David A. Hinton

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beta 1,4-Galactosyltransferase (GalTase) is unusual among the glycosyltransferases in that it is localized both in the Golgi complex and on the cell surface. Most studies of surface GalTase function have focused on its role in cellular interactions; however, surface GalTase has also been suggested to function during cellular proliferation. Consistent with(More)
In the adult mouse, epidermal growth factor (EGF) is synthesized in granular convoluted tubule (intralobular) duct cells of the submandibular gland and in distal tubule cells of the kidney. The presence of EGF in developing tissues and maternal milk and the localization of EGF receptors in developing tissues suggest a role for EGF in developmental(More)
The effect of epidermal growth factor (EGF) on cellular differentiation of the neonatal mouse mandibular incisor was examined autoradiographically using tritiated thymidine ([3H]TDR) and tritiated proline ([3H]PRO). On days 0 (day of birth), 1, and 2, EGF was administered (3 micrograms/g body wt) sc to neonates. Mice were killed on Days 1, 4, 7, 10, and 13(More)
Beta 1,4-Galactosyltransferase is traditionally viewed as a biosynthetic component of the Golgi complex, but a portion of galactosyltransferase is also expressed on the cell surface, where it has been suggested to function as a receptor for extracellular oligosaccharide ligands. Although results from a variety of studies are consistent with a cell adhesion(More)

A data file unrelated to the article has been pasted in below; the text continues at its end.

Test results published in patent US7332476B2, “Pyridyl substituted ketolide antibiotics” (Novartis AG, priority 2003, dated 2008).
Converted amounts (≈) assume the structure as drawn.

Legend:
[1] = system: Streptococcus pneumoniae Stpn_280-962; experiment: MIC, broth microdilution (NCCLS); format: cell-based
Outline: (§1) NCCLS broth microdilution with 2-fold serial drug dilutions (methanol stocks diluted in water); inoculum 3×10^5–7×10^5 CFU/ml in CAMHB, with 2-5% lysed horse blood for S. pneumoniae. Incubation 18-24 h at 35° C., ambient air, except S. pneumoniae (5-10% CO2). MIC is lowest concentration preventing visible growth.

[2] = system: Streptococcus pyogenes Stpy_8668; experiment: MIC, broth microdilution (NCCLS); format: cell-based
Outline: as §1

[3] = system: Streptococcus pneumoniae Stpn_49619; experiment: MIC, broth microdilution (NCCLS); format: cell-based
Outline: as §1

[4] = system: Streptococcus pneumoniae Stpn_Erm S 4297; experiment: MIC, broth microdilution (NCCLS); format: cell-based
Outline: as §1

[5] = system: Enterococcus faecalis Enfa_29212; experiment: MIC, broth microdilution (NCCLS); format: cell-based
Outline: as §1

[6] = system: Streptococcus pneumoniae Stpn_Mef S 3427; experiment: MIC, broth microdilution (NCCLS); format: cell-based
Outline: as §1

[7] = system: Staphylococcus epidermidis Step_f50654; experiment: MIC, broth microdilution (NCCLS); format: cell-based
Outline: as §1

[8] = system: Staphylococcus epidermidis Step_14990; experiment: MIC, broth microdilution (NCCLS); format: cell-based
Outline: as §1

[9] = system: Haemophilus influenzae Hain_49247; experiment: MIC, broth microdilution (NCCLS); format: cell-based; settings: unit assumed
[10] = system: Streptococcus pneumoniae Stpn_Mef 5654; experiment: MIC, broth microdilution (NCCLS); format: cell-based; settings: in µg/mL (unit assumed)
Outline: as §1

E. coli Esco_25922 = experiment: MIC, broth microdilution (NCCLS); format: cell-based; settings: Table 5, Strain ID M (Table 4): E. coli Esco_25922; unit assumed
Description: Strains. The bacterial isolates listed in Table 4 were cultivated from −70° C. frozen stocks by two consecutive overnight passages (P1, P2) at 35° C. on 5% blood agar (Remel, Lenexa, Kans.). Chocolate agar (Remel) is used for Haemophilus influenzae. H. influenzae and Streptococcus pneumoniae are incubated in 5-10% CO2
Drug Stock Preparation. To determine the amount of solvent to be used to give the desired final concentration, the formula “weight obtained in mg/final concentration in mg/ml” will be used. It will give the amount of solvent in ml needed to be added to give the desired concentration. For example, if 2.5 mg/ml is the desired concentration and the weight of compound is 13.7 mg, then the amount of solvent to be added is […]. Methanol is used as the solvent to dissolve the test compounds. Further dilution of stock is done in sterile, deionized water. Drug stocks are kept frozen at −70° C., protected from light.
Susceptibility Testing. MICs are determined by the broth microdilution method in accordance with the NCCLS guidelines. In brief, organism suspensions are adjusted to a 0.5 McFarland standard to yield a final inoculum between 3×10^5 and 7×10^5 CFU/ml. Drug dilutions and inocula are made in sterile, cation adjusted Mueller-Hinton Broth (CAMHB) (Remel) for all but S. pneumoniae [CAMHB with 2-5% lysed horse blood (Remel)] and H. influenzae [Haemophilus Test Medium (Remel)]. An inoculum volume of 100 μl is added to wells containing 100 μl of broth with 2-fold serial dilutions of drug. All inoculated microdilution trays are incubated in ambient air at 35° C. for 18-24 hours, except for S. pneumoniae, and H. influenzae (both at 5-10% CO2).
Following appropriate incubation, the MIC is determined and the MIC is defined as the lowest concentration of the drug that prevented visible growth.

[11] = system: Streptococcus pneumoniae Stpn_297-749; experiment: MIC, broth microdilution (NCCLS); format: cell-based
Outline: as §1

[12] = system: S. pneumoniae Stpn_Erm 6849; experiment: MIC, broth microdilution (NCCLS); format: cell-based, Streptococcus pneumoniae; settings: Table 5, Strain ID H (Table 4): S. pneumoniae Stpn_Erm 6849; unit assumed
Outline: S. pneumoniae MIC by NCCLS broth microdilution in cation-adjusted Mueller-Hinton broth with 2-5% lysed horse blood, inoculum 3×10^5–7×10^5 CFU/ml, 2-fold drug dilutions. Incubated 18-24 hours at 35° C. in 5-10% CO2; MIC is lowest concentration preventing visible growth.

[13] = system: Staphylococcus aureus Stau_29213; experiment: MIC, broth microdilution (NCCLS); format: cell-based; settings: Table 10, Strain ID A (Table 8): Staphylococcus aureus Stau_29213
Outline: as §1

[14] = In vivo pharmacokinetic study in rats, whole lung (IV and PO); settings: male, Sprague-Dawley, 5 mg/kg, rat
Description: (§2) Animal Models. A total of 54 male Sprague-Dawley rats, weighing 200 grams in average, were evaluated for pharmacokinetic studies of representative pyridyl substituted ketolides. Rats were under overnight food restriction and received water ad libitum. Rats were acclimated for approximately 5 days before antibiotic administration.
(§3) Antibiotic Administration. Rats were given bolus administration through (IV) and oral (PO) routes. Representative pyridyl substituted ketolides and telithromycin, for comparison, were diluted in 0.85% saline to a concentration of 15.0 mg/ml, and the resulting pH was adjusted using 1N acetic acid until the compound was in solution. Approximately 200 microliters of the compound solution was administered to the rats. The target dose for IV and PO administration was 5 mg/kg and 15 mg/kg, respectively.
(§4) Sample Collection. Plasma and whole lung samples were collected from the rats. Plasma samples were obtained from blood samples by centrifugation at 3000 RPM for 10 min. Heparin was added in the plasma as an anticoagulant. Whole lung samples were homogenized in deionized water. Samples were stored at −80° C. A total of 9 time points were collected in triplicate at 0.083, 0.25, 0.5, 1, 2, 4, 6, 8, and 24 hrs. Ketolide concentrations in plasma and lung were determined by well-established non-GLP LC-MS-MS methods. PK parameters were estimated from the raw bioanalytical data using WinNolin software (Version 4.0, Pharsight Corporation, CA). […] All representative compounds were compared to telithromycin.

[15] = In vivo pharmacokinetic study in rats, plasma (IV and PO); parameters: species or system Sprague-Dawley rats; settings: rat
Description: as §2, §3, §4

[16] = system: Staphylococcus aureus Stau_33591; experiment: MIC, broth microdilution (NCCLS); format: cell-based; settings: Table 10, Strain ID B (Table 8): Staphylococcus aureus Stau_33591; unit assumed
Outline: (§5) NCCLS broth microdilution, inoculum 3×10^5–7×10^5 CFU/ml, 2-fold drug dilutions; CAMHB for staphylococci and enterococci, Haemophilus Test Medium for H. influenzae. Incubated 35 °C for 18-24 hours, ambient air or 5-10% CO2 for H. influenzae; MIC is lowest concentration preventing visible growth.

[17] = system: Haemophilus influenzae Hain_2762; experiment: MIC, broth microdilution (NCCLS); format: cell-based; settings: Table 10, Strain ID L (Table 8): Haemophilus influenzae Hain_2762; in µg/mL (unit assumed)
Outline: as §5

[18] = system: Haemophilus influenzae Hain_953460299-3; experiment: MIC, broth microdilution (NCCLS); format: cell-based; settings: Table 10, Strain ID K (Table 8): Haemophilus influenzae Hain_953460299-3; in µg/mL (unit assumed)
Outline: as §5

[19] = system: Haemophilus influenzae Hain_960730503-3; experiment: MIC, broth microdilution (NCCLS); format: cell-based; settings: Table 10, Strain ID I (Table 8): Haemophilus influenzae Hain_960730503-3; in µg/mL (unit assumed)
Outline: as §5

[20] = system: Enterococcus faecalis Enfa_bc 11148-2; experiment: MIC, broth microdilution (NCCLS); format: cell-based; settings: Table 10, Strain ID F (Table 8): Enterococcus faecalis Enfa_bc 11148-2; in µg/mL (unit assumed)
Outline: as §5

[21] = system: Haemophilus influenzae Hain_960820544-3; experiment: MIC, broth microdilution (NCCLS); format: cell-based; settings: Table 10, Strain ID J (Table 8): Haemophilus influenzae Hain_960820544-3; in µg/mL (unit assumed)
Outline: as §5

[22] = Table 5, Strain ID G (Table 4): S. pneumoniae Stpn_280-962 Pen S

The National Aeronautics and Space Administration (NASA) is addressing airport capacity enhancements during instrument meteorological conditions through the Terminal Area Productivity (TAP) program. Within TAP, the Reduced Spacing Operations (RSO) subelement at the NASA Langley Research Center is developing an Aircraft Vortex Spacing System (AVOSS). AVOSS(More)
The National Aeronautics and Space Administration (NASA) is addressing airport capacity enhancements through the Terminal Area Productivity (TAP) program. Within TAP, the Reduced Spacing Operations element at the NASA Langley Research Center is developing an Aircraft VOrtex Spacing System (AVOSS). AVOSS will integrate the output of several systems to(More)
A significant effort is underway at NASA Langley to develop a system to provide dynamical aircraft wake vortex spacing criteria to Air Traffic Control (ATC). The system under development, the Aircraft Vortex Spacing System (AVOSS), combines the inputs of multiple subsystems to provide separation matrices with sufficient stability for use by ATC and(More)